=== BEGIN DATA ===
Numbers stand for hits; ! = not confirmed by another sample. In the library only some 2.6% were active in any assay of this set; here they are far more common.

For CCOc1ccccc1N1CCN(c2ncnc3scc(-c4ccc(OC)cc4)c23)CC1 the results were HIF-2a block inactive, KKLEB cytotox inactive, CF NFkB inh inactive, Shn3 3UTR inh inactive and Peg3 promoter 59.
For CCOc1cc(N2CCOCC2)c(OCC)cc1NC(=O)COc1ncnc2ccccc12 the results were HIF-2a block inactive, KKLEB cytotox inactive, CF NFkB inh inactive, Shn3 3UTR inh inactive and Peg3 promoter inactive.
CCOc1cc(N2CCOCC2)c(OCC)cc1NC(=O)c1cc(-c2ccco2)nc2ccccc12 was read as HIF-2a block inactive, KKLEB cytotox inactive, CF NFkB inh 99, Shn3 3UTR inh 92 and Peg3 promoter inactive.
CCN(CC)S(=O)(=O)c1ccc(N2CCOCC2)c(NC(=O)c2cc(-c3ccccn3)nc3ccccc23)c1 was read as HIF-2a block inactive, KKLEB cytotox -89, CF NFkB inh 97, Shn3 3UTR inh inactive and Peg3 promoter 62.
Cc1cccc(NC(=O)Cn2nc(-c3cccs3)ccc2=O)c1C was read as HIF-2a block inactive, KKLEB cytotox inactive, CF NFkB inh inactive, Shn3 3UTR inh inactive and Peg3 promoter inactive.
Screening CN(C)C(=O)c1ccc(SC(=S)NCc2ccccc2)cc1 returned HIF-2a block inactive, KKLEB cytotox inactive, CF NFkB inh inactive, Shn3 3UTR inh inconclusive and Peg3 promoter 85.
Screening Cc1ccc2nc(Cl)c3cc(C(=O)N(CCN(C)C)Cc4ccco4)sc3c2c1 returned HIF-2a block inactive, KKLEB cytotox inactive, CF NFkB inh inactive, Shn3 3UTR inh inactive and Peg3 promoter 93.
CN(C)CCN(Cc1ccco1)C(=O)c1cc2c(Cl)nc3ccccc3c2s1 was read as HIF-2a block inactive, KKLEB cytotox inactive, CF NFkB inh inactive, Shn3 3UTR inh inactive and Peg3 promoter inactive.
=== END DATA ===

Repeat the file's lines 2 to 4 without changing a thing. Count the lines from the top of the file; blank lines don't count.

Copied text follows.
For CCOc1ccccc1N1CCN(c2ncnc3scc(-c4ccc(OC)cc4)c23)CC1 the results were HIF-2a block inactive, KKLEB cytotox inactive, CF NFkB inh inactive, Shn3 3UTR inh inactive and Peg3 promoter 59.
For CCOc1cc(N2CCOCC2)c(OCC)cc1NC(=O)COc1ncnc2ccccc12 the results were HIF-2a block inactive, KKLEB cytotox inactive, CF NFkB inh inactive, Shn3 3UTR inh inactive and Peg3 promoter inactive.
CCOc1cc(N2CCOCC2)c(OCC)cc1NC(=O)c1cc(-c2ccco2)nc2ccccc12 was read as HIF-2a block inactive, KKLEB cytotox inactive, CF NFkB inh 99, Shn3 3UTR inh 92 and Peg3 promoter inactive.